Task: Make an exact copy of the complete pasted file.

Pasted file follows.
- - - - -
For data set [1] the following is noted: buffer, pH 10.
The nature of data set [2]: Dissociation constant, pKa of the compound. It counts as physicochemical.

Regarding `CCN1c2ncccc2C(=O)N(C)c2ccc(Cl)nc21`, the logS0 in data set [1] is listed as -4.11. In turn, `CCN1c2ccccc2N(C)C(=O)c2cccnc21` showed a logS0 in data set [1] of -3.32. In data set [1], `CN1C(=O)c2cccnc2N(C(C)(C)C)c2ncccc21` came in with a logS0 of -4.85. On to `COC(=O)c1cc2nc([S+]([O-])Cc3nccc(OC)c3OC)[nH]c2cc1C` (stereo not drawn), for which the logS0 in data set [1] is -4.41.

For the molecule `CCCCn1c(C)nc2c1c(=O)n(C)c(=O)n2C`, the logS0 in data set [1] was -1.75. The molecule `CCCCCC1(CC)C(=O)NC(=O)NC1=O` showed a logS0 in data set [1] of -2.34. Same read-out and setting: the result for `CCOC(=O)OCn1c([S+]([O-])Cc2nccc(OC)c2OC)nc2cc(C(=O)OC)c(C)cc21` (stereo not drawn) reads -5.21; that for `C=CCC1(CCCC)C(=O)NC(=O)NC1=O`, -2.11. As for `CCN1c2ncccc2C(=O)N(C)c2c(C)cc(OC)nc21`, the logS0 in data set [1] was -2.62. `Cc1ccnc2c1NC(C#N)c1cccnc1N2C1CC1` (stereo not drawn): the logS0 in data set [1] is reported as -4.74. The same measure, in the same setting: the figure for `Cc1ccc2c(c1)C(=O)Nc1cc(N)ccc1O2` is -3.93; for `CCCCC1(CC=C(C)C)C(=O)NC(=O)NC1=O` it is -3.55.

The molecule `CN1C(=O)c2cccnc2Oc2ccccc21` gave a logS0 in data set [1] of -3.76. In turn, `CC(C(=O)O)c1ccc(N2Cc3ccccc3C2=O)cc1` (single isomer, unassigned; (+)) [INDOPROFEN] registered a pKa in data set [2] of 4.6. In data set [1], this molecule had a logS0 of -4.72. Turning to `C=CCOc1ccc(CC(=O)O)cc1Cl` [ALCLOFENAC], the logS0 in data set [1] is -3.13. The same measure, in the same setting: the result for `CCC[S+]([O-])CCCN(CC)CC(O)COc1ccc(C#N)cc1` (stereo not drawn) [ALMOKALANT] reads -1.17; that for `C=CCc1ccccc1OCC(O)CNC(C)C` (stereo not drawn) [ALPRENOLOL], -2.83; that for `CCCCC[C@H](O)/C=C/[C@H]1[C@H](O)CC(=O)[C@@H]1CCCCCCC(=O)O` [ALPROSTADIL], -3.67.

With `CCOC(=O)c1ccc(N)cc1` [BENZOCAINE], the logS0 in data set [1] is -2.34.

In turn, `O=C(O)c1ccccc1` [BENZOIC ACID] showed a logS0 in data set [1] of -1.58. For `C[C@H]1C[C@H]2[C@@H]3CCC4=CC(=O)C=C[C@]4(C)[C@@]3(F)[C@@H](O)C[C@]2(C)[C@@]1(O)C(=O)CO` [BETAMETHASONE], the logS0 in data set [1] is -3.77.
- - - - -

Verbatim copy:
For data set [1] the following is noted: buffer, pH 10.
The nature of data set [2]: Dissociation constant, pKa of the compound. It counts as physicochemical.

Regarding `CCN1c2ncccc2C(=O)N(C)c2ccc(Cl)nc21`, the logS0 in data set [1] is listed as -4.11. In turn, `CCN1c2ccccc2N(C)C(=O)c2cccnc21` showed a logS0 in data set [1] of -3.32. In data set [1], `CN1C(=O)c2cccnc2N(C(C)(C)C)c2ncccc21` came in with a logS0 of -4.85. On to `COC(=O)c1cc2nc([S+]([O-])Cc3nccc(OC)c3OC)[nH]c2cc1C` (stereo not drawn), for which the logS0 in data set [1] is -4.41.

For the molecule `CCCCn1c(C)nc2c1c(=O)n(C)c(=O)n2C`, the logS0 in data set [1] was -1.75. The molecule `CCCCCC1(CC)C(=O)NC(=O)NC1=O` showed a logS0 in data set [1] of -2.34. Same read-out and setting: the result for `CCOC(=O)OCn1c([S+]([O-])Cc2nccc(OC)c2OC)nc2cc(C(=O)OC)c(C)cc21` (stereo not drawn) reads -5.21; that for `C=CCC1(CCCC)C(=O)NC(=O)NC1=O`, -2.11. As for `CCN1c2ncccc2C(=O)N(C)c2c(C)cc(OC)nc21`, the logS0 in data set [1] was -2.62. `Cc1ccnc2c1NC(C#N)c1cccnc1N2C1CC1` (stereo not drawn): the logS0 in data set [1] is reported as -4.74. The same measure, in the same setting: the figure for `Cc1ccc2c(c1)C(=O)Nc1cc(N)ccc1O2` is -3.93; for `CCCCC1(CC=C(C)C)C(=O)NC(=O)NC1=O` it is -3.55.

The molecule `CN1C(=O)c2cccnc2Oc2ccccc21` gave a logS0 in data set [1] of -3.76. In turn, `CC(C(=O)O)c1ccc(N2Cc3ccccc3C2=O)cc1` (single isomer, unassigned; (+)) [INDOPROFEN] registered a pKa in data set [2] of 4.6. In data set [1], this molecule had a logS0 of -4.72. Turning to `C=CCOc1ccc(CC(=O)O)cc1Cl` [ALCLOFENAC], the logS0 in data set [1] is -3.13. The same measure, in the same setting: the result for `CCC[S+]([O-])CCCN(CC)CC(O)COc1ccc(C#N)cc1` (stereo not drawn) [ALMOKALANT] reads -1.17; that for `C=CCc1ccccc1OCC(O)CNC(C)C` (stereo not drawn) [ALPRENOLOL], -2.83; that for `CCCCC[C@H](O)/C=C/[C@H]1[C@H](O)CC(=O)[C@@H]1CCCCCCC(=O)O` [ALPROSTADIL], -3.67.

With `CCOC(=O)c1ccc(N)cc1` [BENZOCAINE], the logS0 in data set [1] is -2.34.

In turn, `O=C(O)c1ccccc1` [BENZOIC ACID] showed a logS0 in data set [1] of -1.58. For `C[C@H]1C[C@H]2[C@@H]3CCC4=CC(=O)C=C[C@]4(C)[C@@]3(F)[C@@H](O)C[C@]2(C)[C@@]1(O)C(=O)CO` [BETAMETHASONE], the logS0 in data set [1] is -3.77.